IMG_20160310_151730 copy

Upcycled Kitchen Cabinet to DIY Kitchen Island

The first project I tackled upon moving in, was creating some extra storage in the kitchen.

Most of these old bungalows have really small kitchens. Surprisingly enough, that wasn’t our issue! The kitchen was a decent size, but the layout left us with few usable cabinets. We actually had more cabinet space in our apartment’s galley kitchen. Being that I refuse to throw anything away, we needed some storage that wasn’t in the form of a cardboard box, stat.

Side Note: Did you know cockroaches and spiders both love cardboard? They do. They also love wicker. Please return to this post once you get done replacing all of your boxes with Rubbermaid tubs. I’ll be here.
giphy (1)

 

There was a perfect space in the kitchen for an island, but unfortunately they are hella expensive.

This is gorgeous. It is also $600.
This is pretty nice. It is also $600. (Credit:Overstock)

 

potterybarn island
They must like this as much as I do, because it costs about as much as my car. (Credit: Pottery Barn)

This left me with buying a (sometimes, when you aren’t looking at Pottery Barn.) more affordable kitchen cart, or building one myself. While I like the idea of the open cart, I know how the inside of my cabinets look.

Not pretty.

country-white-kitchen-island_3x4.jpg.rend.hgtvcom.616.822
Mine would look just like this. Except, replace the fresh flowers and lanterns with a half eaten bag of chocolate chips and a pile of burnt cookie sheets. (Credit:HGTV)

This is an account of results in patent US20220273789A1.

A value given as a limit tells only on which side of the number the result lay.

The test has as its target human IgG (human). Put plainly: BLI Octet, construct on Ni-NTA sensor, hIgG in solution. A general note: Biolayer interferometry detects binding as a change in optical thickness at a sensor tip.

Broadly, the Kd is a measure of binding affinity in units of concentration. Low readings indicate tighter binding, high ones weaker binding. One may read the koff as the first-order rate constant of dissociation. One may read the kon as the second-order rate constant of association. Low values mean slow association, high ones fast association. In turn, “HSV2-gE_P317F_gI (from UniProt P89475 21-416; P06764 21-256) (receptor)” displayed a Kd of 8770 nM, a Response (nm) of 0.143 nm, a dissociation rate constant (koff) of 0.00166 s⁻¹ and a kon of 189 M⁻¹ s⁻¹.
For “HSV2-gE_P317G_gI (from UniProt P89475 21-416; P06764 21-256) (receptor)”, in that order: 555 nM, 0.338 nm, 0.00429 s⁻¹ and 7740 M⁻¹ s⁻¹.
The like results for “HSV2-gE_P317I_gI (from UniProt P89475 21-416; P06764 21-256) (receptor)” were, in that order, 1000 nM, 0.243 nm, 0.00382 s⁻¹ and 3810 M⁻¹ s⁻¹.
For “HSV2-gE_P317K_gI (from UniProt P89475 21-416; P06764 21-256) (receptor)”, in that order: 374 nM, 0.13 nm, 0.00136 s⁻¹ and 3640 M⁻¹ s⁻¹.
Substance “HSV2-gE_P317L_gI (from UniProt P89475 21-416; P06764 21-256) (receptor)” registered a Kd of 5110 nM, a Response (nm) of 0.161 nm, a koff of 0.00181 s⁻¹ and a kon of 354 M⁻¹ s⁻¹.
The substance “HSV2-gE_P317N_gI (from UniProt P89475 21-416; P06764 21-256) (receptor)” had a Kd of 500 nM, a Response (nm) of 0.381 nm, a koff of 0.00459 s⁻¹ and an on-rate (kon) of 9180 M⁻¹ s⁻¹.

I have also found that everything gets really dusty in LA, really fast. Since I don’t like the idea of eating sooty smog particles, and I DO like the idea of being able to hide my mess behind closed doors, diy won out.

Because I was low on time, I decided to hunt down a cabinet that I could up-cycle into my island.

In my hunt, I saw a lot of dressers that could have worked, but I decided having doors was more useful to me than drawers. Wide dressers are also generally lower than countertops. So, if you go that route, you may need to add legs or wheels to the bottom to make your prep surface a usable height.

*Standard countertop height is 3ft*

dresserisland_apartmenttherapy
Like this cute one featured on Apartment Therapy

 

I scrounged around the local thrifts stores, and finally found my cabinet at the Habitat for Humanity Restore for about $30.

20140116_173434
Looks just like my pics, no?!

Keep scrolling to the bottom, I promise it gets better.

It had a broken drawer, and was missing a door, but lucky for me, they sell cabinet doors for like $2 a pop. I just grabbed one that was close enough.

 

20140117_183248
Everything sanded, screw holes filled, ready to go.

The back wasn’t solid, because kitchen cabinets are usually against a wall. No worries, I attached a thin sheet of something or other back there for support before wrapping the 3 outer sides in beadboard.

beadboardpanel

20140121_205751 copy
Don’t worry, we’ll cover this.

Sorry, I really don’t remember what I wedged back there, probably plywood or underlayment? Really, anything that isn’t too thick will work. You just want to add support, and make the surface flush with the sides. So, if someone knocks against it, it won’t just cave in.

I attached the beadboard with glue and nails, and caulked any gaps.

20140122_012838 copy
MAGIC!

 

The drawer got new slides.

Slides
Mmm…so smooth.

And I replaced the handle with an oil rubbed bronze bin pull.

binpull
I love a good bin pull.

 

The extra door got new hinges, and the entire thing got sanded and painted a buttery yellow color.

mookie_butter_web
Yummy!